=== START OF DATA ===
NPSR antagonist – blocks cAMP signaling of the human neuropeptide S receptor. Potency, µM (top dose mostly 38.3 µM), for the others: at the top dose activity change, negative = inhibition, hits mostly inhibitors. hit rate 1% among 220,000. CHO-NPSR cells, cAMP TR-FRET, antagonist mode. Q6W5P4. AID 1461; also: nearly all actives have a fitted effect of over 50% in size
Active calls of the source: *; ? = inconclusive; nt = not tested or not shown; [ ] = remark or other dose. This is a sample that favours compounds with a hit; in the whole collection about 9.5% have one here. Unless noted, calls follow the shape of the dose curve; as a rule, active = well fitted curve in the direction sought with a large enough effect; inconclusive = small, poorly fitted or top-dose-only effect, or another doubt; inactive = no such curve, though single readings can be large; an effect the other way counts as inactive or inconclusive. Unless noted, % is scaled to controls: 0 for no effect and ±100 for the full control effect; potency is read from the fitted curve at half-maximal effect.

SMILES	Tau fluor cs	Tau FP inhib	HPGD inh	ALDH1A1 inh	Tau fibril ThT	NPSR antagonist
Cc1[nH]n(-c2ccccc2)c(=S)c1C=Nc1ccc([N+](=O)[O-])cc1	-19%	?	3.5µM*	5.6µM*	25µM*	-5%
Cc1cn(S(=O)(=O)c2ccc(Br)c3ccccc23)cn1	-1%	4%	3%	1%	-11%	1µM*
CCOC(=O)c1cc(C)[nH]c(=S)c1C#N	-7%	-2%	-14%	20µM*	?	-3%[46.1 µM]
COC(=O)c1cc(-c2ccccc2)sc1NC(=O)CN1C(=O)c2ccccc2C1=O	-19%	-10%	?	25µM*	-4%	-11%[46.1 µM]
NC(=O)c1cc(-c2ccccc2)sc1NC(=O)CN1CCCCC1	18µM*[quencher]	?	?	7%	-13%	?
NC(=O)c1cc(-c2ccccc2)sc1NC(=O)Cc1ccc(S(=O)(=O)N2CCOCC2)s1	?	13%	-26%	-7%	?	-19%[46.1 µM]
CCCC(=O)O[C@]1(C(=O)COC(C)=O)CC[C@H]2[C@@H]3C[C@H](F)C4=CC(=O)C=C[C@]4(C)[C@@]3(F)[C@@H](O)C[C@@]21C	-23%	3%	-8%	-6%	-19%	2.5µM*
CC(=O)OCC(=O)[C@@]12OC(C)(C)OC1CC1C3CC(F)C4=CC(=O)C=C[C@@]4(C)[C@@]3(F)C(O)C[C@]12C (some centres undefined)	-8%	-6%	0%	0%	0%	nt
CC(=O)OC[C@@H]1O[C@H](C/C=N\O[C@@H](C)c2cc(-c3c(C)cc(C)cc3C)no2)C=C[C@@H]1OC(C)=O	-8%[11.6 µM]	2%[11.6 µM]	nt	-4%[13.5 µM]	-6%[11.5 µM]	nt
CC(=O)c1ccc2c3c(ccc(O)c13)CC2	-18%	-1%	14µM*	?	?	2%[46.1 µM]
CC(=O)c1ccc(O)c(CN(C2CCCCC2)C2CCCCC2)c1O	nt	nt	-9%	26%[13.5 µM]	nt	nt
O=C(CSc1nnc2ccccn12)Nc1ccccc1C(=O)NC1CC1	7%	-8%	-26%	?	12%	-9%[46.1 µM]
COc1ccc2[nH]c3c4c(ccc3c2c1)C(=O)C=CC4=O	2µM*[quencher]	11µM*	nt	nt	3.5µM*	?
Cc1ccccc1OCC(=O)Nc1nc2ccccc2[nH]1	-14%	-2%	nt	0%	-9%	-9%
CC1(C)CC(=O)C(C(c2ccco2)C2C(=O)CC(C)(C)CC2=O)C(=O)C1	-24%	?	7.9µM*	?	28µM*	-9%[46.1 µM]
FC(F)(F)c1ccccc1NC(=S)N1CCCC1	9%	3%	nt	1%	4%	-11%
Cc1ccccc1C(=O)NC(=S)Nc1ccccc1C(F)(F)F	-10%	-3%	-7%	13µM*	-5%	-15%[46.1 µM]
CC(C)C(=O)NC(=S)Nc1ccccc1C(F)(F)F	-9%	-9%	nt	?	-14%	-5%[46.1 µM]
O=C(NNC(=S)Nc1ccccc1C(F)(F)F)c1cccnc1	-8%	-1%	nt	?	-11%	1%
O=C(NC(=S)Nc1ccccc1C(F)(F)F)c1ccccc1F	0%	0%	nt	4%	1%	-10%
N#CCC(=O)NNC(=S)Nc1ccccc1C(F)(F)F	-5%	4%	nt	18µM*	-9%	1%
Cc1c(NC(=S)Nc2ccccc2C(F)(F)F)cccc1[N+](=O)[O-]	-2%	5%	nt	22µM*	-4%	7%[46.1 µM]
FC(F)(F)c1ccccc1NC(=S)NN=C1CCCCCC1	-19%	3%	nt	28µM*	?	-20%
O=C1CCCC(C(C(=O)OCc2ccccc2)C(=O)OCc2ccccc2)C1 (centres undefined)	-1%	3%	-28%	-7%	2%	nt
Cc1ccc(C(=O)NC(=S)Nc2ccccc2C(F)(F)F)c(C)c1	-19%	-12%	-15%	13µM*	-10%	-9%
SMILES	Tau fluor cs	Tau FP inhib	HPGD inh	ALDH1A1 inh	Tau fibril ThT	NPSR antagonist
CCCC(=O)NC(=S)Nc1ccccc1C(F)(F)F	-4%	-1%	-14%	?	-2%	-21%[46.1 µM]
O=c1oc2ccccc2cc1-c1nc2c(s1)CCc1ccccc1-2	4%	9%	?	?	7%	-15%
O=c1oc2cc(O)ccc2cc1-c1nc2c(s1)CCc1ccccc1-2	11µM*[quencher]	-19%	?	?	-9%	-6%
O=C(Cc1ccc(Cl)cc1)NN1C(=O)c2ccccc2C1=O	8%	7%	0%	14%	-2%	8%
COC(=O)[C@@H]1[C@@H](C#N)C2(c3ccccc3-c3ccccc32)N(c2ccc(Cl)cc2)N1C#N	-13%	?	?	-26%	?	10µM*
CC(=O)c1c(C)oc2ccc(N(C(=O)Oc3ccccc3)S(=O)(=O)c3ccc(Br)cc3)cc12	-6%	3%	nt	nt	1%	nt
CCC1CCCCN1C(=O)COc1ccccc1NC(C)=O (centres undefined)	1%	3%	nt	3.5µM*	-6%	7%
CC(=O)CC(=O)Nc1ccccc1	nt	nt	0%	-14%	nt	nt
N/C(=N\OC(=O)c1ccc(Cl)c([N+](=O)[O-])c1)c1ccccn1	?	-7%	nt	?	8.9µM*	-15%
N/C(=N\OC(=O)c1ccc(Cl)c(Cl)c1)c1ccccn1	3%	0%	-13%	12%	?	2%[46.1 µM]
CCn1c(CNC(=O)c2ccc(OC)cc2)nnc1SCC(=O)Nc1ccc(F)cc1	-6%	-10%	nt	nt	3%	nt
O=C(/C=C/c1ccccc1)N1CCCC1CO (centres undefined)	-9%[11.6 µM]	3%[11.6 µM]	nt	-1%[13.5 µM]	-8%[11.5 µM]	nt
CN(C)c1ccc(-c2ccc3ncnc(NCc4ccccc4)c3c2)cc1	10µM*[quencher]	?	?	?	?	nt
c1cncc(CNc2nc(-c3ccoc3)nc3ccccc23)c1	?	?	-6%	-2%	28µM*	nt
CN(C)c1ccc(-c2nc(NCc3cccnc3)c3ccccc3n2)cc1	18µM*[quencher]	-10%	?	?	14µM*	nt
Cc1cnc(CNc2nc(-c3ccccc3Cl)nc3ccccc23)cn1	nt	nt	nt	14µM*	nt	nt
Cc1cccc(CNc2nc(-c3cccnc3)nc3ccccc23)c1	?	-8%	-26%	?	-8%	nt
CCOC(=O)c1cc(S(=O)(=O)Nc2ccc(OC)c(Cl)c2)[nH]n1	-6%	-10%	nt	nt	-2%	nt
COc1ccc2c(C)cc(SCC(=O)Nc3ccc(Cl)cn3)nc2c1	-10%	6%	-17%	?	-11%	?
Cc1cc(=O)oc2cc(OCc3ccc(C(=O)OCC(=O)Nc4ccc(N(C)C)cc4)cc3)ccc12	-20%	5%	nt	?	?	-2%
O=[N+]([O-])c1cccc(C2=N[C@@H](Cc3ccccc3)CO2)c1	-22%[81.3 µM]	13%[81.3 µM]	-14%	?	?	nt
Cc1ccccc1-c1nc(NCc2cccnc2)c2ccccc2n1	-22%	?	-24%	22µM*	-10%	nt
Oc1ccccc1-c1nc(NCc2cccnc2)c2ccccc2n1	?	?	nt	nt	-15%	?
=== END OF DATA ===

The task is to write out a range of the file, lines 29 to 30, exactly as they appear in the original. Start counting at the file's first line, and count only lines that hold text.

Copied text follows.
SMILES	Tau fluor cs	Tau FP inhib	HPGD inh	ALDH1A1 inh	Tau fibril ThT	NPSR antagonist
CCCC(=O)NC(=S)Nc1ccccc1C(F)(F)F	-4%	-1%	-14%	?	-2%	-21%[46.1 µM]